Sunday, September 12, 2010

Royally British

Jane Bennett: 'My dearest sister, now be serious. I want to talk very seriously. Let me know every thing that I am to know, without delay. Will you tell me how long you have loved him?'

Elizabeth Bennett: 'It has been coming on so gradually, that I hardly know when it began. But I believe I must date it from my first seeing his beautiful grounds at Pemberley.' Pride and Prejudice

Lyme Hall, Cheshire was 'Pemberley' in the BBC production
 of the Jane Austen novel Pride and Prejudice.
We completed our Halcyon Day at Edinburgh's Halcyon House, Elizabeth Bennett style. On foot. In AustenSpeak we were "all anticipation" at moving into our new dwelling on Princes Street. The aptly named, "Royal British Hotel".

That being accomplished, we set off, American-style, to "do Edinburgh". Which we did. Perfectly.

Seeing Edinburgh involves a lot of hill-climbing and endless cups of tea, broken up by looking at old canon through castle turrets, buying single malt whiskey, and eating in style at the Café Royal.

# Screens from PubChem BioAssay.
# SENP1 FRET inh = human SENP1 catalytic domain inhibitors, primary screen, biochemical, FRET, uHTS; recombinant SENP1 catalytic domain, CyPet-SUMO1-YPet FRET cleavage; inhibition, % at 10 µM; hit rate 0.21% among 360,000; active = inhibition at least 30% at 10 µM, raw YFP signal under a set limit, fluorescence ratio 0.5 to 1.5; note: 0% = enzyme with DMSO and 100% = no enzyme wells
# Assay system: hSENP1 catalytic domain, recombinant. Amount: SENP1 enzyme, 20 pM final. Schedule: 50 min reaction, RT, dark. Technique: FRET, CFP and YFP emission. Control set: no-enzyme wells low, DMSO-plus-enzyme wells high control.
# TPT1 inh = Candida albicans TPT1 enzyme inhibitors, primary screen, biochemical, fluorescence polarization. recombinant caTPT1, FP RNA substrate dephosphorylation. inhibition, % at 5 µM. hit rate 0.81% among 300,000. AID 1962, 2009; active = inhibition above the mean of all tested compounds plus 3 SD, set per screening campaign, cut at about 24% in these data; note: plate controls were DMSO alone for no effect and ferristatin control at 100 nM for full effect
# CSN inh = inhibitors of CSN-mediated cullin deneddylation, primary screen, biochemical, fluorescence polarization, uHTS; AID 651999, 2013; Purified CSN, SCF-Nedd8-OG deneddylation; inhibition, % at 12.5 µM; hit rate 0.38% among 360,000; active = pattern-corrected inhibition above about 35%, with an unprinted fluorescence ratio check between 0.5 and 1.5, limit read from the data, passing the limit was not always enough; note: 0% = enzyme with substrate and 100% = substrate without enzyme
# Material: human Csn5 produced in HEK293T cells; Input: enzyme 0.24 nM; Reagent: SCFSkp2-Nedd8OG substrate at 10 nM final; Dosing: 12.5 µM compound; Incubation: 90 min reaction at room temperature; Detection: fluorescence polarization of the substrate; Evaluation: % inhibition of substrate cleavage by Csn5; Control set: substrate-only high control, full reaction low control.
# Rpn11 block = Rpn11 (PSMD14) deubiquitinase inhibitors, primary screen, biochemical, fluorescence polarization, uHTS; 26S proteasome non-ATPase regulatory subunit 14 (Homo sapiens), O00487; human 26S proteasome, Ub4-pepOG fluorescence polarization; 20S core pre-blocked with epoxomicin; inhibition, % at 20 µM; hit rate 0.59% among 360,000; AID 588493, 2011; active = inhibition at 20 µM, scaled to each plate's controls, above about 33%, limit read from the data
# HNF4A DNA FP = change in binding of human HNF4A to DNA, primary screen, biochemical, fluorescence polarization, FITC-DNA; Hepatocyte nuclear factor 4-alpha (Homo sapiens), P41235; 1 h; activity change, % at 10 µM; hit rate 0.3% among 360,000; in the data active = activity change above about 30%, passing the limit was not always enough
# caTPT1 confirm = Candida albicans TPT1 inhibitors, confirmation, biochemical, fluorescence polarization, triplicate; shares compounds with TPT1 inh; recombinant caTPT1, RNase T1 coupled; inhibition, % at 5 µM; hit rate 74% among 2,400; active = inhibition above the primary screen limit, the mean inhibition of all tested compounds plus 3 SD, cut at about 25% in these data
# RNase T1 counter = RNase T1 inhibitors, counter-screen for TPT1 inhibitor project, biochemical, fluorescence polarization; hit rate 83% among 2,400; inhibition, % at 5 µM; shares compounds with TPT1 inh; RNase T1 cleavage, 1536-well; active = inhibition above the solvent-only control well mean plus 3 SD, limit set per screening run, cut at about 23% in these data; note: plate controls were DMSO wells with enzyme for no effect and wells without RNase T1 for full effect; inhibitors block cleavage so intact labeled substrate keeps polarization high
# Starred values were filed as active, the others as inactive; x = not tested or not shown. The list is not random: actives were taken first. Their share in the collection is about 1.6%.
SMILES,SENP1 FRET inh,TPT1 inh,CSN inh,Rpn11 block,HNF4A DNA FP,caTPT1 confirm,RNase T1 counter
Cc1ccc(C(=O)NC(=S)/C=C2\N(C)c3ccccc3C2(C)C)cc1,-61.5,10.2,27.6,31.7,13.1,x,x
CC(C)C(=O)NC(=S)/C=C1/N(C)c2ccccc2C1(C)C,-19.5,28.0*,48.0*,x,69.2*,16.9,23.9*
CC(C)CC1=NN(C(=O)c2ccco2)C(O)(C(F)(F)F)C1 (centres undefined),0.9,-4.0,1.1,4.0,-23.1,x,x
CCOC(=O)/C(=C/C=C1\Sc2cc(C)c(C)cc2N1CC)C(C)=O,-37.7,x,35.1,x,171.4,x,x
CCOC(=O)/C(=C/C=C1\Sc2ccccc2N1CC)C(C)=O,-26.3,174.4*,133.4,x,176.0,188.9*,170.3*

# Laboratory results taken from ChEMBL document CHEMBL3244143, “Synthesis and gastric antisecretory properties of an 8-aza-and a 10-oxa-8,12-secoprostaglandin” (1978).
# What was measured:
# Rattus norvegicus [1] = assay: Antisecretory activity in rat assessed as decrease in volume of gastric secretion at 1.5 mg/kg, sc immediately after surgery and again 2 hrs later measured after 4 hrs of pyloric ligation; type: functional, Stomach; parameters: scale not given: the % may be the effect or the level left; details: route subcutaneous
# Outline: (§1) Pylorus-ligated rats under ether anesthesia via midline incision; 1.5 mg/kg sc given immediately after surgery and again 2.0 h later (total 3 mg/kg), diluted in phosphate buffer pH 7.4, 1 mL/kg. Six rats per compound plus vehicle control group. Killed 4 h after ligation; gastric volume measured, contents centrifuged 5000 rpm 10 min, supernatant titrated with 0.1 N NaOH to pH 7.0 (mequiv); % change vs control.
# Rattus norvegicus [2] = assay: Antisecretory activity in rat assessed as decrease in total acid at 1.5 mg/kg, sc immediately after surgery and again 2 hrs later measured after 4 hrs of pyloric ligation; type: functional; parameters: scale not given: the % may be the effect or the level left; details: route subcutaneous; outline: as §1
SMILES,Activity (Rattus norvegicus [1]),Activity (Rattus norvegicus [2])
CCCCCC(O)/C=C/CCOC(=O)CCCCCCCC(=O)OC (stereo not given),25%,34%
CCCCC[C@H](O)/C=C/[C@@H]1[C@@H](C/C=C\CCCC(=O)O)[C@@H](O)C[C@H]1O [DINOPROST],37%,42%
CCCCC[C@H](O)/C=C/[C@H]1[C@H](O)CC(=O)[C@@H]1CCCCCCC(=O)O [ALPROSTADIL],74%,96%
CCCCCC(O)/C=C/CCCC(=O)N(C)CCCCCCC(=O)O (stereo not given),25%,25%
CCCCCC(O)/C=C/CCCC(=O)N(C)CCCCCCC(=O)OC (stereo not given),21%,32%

The The Royal British Hotel
The Café Royal
The National Gallery of Scotland
Edinburgh Castle

Canon at Edinburgh Castle
Then it was back to Buxton and England's Peak District, where we visited Lyme Hall. I was particularly interested in the Lake where Colin Firth drenched himself for Lizzie in the BBC production of Pride and Prejudice. Also of interest were several other things British. The rose garden, the Italianate palace of Lyme Hall, and the paintings depicting English soldiers chopping off Frenchmen's arms.

But perhaps the most British aspect of present day Lyme Hall is its staff - volunteers who are conscientiously present in every nook and cranny, and who are only too pleased (and able) to answer any question.

Roses, Lyme Hall Rose Garden
I had to smile though. I noticed that there were absolutely no
washing or toilet facilities except for an obviously later addition of a single cream and white tiled bathroom. I asked the nearby volunteer attendant when it was constructed. "Early twentieth century," she replied. "Oh," I answered, Australian-style, knowing the answer only all too well, "What did they use before that?"

I detected a momentary flicker of annoyance and disapproval. She then righted herself, poised again. "Chamber pots I suppose," she mouthed.

Ah, the British, gotta love 'em.

And now I really MUST go. D is preparing watercress sandwiches for lunch.

Stay tuned.

1 comment:

Jaded NYer said...

I think you are a closet Brit.

tee hee

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